Press Release – Round the Bays
Runners throughout the country are invited to join two ultra-athletes next week [28 Jan – 1 Feb] as they prepare for the gruelling Sahara ultra marathon in April this year.
Greig Rightford and Willy Tokona are running in the Marathon of the Sands (Marathon des Sables) between 4-15 April. The 234km race in the Sahara Desert is described as ‘the toughest footrace in the world’ due to the harsh terrain of sand and loose rock formations and the searing forty degree heat.
As part of their training, the two Wellington fitness gurus are running five marathons in five days in five cities. They’ll begin in Dunedin on 28 January and finish in Wellington on 1 February, with training marathons in Christchurch, Auckland and Rotorua in between.
The pair are fundraising for the Malaghan Institute of Medical Research – a New Zealand organisation whose work has global implications. Its focus is to discover cures and improve treatments for such diseases and conditions such as cancer, asthma and arthritis. They hope to raise $50,000 for the charity.
The Malaghan Institute is also the charity partner of AMI Round the Bays, the annual fun run organised by Sport Wellington and attracting up to 14,000 entrants. The final marathon for the pair on 1 February will feature as a training run for many of locals who participate in the event.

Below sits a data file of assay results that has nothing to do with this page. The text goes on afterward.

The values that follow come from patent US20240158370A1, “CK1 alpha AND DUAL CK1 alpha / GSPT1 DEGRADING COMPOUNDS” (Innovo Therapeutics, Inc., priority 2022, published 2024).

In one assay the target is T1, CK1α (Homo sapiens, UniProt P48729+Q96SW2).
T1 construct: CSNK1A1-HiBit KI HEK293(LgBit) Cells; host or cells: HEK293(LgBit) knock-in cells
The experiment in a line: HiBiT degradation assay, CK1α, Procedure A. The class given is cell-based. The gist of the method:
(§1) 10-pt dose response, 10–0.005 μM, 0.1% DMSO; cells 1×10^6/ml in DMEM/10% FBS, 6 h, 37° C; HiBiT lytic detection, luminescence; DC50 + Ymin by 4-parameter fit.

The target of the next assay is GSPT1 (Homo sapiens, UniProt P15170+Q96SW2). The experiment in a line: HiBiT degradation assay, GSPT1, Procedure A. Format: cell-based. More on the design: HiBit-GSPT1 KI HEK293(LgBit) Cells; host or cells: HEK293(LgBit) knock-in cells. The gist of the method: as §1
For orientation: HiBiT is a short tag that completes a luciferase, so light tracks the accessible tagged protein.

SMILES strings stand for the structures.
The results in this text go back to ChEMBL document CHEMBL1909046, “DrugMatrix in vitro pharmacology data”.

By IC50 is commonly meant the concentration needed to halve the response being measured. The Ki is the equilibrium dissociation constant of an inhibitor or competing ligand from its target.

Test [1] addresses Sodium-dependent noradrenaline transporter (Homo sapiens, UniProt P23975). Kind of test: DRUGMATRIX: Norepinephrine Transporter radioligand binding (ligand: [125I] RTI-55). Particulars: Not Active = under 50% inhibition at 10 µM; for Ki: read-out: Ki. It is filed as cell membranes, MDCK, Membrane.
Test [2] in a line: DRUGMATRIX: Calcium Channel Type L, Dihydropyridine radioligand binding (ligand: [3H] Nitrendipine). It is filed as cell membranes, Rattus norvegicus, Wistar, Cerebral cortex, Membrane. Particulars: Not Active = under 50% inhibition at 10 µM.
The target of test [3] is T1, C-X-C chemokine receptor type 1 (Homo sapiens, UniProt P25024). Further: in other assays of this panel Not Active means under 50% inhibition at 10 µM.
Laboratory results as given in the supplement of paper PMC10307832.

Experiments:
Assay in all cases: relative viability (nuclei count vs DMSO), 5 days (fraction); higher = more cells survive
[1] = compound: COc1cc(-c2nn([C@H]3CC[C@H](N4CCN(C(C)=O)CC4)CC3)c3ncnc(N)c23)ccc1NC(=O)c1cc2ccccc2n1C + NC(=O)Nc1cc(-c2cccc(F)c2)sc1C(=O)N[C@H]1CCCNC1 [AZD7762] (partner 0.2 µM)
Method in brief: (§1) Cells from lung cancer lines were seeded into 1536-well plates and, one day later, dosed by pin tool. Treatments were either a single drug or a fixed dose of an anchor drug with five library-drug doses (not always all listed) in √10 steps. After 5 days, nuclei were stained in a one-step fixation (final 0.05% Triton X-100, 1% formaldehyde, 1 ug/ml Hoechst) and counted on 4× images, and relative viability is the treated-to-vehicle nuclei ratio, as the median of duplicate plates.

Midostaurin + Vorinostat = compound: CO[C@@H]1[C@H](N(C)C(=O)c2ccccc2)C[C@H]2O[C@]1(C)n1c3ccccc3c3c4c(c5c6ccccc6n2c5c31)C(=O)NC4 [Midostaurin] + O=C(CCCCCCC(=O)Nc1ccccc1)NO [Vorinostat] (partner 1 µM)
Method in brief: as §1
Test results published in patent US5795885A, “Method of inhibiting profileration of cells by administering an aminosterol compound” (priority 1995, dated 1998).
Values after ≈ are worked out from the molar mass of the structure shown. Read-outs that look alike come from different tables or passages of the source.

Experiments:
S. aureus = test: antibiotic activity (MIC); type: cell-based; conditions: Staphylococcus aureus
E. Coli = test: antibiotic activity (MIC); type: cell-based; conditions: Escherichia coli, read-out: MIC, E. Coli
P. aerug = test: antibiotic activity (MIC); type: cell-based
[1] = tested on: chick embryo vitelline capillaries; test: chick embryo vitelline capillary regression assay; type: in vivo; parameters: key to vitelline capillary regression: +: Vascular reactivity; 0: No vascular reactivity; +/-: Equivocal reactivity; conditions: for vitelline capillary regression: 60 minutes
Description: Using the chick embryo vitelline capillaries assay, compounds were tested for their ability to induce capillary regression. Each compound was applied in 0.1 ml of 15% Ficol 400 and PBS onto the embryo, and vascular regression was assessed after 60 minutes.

Sport Wellington, in coordination with Athletics New Zealand, has organised runners to meet Rightford and Tokona every morning in each of the five cities, to run with them for the start of each marathon.
Training for their ultra marathon has not been easy, especially during the last few months. Rightford broke his neck in October in a mountain bike accident and was training in a neck brace. Tokona injured his hamstring.
“We want to attempt this feat anyway, despite the risks,” says Rightford. “We look forward to ordinary runners throughout New Zealand joining us, to both support the Malaghan Institute and learn more about the Marathon of the Sands,” he says.
How they handle the physical and mental challenge of competing in such an event is a main driver in the pair entering the desert race. A no less important motivation to them is providing inspiration to clients, friends and family – that ordinary people can achieve extraordinary things – with the right attitude, planning and preparation.
AMI Round the Bays event director Craig Ireson says hundreds of runners are expected to start with the two runners each morning, especially in Wellington for the final leg.